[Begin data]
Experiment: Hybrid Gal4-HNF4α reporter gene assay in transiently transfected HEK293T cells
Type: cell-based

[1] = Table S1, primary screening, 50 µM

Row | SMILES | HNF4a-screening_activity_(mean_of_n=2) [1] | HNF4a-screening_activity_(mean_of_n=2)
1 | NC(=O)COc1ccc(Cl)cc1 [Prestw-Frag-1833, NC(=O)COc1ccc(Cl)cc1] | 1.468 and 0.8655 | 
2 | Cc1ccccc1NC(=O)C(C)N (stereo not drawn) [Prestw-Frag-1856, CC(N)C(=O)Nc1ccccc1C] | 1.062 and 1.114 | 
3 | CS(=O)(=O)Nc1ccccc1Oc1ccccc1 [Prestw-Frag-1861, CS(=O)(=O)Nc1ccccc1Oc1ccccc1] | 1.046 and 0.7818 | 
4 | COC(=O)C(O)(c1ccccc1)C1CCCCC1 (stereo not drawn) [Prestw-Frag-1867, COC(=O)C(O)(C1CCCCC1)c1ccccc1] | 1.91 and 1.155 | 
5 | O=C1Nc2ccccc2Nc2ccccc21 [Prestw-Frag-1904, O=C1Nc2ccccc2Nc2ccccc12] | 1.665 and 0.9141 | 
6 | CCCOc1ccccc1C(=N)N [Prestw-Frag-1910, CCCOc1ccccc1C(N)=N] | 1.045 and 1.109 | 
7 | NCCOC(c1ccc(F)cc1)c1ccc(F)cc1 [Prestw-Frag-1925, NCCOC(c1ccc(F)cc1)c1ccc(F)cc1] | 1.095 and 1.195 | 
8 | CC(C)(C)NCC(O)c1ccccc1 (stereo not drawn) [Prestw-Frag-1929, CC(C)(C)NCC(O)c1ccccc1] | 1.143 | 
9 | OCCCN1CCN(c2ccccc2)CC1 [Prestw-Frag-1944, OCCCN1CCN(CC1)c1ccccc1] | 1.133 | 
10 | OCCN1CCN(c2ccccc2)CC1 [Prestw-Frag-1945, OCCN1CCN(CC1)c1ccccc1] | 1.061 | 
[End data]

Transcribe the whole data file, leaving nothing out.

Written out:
Experiment: Hybrid Gal4-HNF4α reporter gene assay in transiently transfected HEK293T cells
Type: cell-based

[1] = Table S1, primary screening, 50 µM

Row | SMILES | HNF4a-screening_activity_(mean_of_n=2) [1] | HNF4a-screening_activity_(mean_of_n=2)
1 | NC(=O)COc1ccc(Cl)cc1 [Prestw-Frag-1833, NC(=O)COc1ccc(Cl)cc1] | 1.468 and 0.8655 | 
2 | Cc1ccccc1NC(=O)C(C)N (stereo not drawn) [Prestw-Frag-1856, CC(N)C(=O)Nc1ccccc1C] | 1.062 and 1.114 | 
3 | CS(=O)(=O)Nc1ccccc1Oc1ccccc1 [Prestw-Frag-1861, CS(=O)(=O)Nc1ccccc1Oc1ccccc1] | 1.046 and 0.7818 | 
4 | COC(=O)C(O)(c1ccccc1)C1CCCCC1 (stereo not drawn) [Prestw-Frag-1867, COC(=O)C(O)(C1CCCCC1)c1ccccc1] | 1.91 and 1.155 | 
5 | O=C1Nc2ccccc2Nc2ccccc21 [Prestw-Frag-1904, O=C1Nc2ccccc2Nc2ccccc12] | 1.665 and 0.9141 | 
6 | CCCOc1ccccc1C(=N)N [Prestw-Frag-1910, CCCOc1ccccc1C(N)=N] | 1.045 and 1.109 | 
7 | NCCOC(c1ccc(F)cc1)c1ccc(F)cc1 [Prestw-Frag-1925, NCCOC(c1ccc(F)cc1)c1ccc(F)cc1] | 1.095 and 1.195 | 
8 | CC(C)(C)NCC(O)c1ccccc1 (stereo not drawn) [Prestw-Frag-1929, CC(C)(C)NCC(O)c1ccccc1] | 1.143 | 
9 | OCCCN1CCN(c2ccccc2)CC1 [Prestw-Frag-1944, OCCCN1CCN(CC1)c1ccccc1] | 1.133 | 
10 | OCCN1CCN(c2ccccc2)CC1 [Prestw-Frag-1945, OCCN1CCN(CC1)c1ccccc1] | 1.061 | 